Writing is a passion. It is a siren’s call to get the story out, to create something that is timeless, that speaks to the very souls of readers. It is also messy.
Messy because, though writers are a creative bunch, they are not always very organized. If you could see my desk right now, you’d understand. Papers, pens, books everywhere. The hard drive on my computer looks much the same—folders and files stashed here and there willy nilly.
Writers are also procrastinators, especially when it comes to revising a once-loved first draft or submitting work to journals or contests.
Wouldn’t it be great to have a project manager, someone to set deadlines, to help set realistic goals, to hold us accountable for our actions, or more accurately, our inaction?
The Review Review recently published an article that addresses this very subject entitled “Does Your Writing Need a Project Manager?” by Lita A. Kurth. In the article, Kurth explains how she planned a seven week block of free time for writing using the skills of her friend, a project manager. Of her experience she says:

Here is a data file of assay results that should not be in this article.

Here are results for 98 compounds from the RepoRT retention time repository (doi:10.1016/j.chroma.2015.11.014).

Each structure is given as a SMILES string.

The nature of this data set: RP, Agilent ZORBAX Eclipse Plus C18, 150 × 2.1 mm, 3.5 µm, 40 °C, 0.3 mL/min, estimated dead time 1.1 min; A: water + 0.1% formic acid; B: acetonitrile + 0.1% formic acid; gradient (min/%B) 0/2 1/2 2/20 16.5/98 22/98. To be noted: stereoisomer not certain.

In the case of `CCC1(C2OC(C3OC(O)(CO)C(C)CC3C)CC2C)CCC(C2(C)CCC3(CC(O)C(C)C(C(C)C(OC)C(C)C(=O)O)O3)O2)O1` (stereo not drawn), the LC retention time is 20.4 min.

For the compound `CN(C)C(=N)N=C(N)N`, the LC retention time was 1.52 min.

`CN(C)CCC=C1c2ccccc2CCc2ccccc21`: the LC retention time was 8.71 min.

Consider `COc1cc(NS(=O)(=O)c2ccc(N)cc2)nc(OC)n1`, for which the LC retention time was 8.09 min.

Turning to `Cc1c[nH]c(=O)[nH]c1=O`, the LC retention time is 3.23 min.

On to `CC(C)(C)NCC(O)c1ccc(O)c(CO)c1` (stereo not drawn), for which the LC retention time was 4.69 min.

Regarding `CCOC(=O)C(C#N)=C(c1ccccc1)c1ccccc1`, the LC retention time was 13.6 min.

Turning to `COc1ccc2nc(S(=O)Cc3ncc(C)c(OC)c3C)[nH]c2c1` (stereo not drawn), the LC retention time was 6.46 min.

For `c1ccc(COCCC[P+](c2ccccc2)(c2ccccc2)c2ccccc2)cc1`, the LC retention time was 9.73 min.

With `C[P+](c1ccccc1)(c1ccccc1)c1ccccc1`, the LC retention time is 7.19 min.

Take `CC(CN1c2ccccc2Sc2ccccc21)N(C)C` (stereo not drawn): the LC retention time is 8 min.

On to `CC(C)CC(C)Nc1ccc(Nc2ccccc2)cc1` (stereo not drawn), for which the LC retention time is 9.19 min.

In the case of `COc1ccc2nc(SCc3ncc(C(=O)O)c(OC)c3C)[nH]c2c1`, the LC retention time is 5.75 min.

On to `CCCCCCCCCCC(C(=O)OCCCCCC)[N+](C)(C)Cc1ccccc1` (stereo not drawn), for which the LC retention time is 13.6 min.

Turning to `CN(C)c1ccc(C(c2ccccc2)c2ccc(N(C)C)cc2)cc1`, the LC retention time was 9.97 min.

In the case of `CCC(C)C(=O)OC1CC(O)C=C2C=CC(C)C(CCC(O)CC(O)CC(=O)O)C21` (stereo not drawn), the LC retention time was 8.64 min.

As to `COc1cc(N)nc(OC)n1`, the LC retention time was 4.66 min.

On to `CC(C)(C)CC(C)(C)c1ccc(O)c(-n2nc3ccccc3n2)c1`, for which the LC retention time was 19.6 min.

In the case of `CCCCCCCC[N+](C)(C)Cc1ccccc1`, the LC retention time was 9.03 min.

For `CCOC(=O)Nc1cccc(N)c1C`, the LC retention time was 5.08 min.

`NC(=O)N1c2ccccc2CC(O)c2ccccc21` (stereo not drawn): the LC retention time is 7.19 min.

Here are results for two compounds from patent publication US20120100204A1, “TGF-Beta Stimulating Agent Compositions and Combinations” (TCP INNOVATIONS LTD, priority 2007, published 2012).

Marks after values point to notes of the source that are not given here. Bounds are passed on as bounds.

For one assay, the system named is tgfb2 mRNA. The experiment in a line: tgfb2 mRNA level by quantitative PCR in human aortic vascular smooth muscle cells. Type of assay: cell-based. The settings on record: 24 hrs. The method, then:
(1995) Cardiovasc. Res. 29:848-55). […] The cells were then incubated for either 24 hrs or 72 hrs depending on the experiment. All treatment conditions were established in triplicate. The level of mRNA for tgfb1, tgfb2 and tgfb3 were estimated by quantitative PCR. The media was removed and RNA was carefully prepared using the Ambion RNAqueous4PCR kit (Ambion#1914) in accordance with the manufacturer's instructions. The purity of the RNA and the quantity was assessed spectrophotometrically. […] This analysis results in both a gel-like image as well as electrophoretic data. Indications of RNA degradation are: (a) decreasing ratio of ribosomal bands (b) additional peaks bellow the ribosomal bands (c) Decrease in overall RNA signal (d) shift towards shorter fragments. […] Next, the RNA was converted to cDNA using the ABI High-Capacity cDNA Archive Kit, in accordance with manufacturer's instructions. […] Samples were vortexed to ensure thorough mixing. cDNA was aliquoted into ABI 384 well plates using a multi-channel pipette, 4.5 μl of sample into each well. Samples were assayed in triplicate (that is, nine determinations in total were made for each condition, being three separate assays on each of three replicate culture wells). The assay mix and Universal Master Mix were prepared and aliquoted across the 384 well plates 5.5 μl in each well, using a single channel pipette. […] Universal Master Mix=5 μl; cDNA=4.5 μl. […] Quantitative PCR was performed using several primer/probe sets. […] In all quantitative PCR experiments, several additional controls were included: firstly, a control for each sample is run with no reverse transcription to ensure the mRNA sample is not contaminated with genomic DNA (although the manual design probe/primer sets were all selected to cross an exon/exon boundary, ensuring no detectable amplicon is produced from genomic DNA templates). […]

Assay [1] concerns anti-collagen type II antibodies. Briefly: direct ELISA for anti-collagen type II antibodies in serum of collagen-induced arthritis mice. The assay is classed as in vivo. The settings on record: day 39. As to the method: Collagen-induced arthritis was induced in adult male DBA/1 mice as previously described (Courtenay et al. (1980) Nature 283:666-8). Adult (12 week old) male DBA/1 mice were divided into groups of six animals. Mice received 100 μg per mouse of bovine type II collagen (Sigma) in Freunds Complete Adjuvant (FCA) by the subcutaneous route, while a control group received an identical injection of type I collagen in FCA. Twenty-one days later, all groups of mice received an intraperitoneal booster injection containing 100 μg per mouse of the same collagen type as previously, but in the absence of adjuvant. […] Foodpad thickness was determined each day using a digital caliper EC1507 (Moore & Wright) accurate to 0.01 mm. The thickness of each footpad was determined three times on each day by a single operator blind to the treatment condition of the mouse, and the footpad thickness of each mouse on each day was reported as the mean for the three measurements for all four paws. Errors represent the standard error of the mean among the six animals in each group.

“I was astonished to see how quickly seven weeks passed. In the end, despite acquiring a high-energy dog, I accomplished all my major goals without burning out and without strict adherence to a schedule.”
We don’t all have project manager friends, but we can follow the same steps Kurth followed to help us be more effective writers. These steps are:
* Set goals and deadlines – No one gets anything done with an indefinite or hazy deadline. Make a goal and set a deadline. Period.
* Set realistic goals – You probably can’t write a book in a week (not a very good one anyway) so don’t set unrealistic goals like that. You want to set goals that you can accomplish and feel good about, but that don’t make you crazy.
* Make a schedule – Be honest with yourself and set priorities when making a schedule. Writers are also parents, spouses and friends. You have other interests beyond writing. Plan a schedule that gives you time (being realistic, remember) to do other stuff than just write.
* Keep track of your work – Kurth mentions her aversion to spreadsheets, but by the end of the seven weeks she realizes how useful they are. Keeping track of what you are working on saves time by eliminating confusion and duplication of work.
To read more about Kurth’s seven week adventure, click here.
So what do you think? Does your writing need a project manager?